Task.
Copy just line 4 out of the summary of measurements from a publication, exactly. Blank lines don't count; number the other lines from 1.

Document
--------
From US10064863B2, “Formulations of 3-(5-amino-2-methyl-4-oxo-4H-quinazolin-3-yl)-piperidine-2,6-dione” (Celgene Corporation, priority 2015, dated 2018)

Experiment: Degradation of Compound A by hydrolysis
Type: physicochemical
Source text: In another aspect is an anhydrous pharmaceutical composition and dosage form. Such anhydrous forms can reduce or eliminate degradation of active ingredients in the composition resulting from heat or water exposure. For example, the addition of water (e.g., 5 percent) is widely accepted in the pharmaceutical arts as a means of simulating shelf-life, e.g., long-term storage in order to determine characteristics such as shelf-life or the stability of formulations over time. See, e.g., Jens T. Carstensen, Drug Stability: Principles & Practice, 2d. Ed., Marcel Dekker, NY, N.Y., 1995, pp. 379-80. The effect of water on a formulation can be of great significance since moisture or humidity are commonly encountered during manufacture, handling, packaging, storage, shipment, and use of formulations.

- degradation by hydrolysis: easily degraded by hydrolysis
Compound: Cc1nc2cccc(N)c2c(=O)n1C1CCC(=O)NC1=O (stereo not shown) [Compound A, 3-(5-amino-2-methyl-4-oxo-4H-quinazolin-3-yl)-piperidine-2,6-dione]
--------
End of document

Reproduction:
Source text: In another aspect is an anhydrous pharmaceutical composition and dosage form. Such anhydrous forms can reduce or eliminate degradation of active ingredients in the composition resulting from heat or water exposure. For example, the addition of water (e.g., 5 percent) is widely accepted in the pharmaceutical arts as a means of simulating shelf-life, e.g., long-term storage in order to determine characteristics such as shelf-life or the stability of formulations over time. See, e.g., Jens T. Carstensen, Drug Stability: Principles & Practice, 2d. Ed., Marcel Dekker, NY, N.Y., 1995, pp. 379-80. The effect of water on a formulation can be of great significance since moisture or humidity are commonly encountered during manufacture, handling, packaging, storage, shipment, and use of formulations.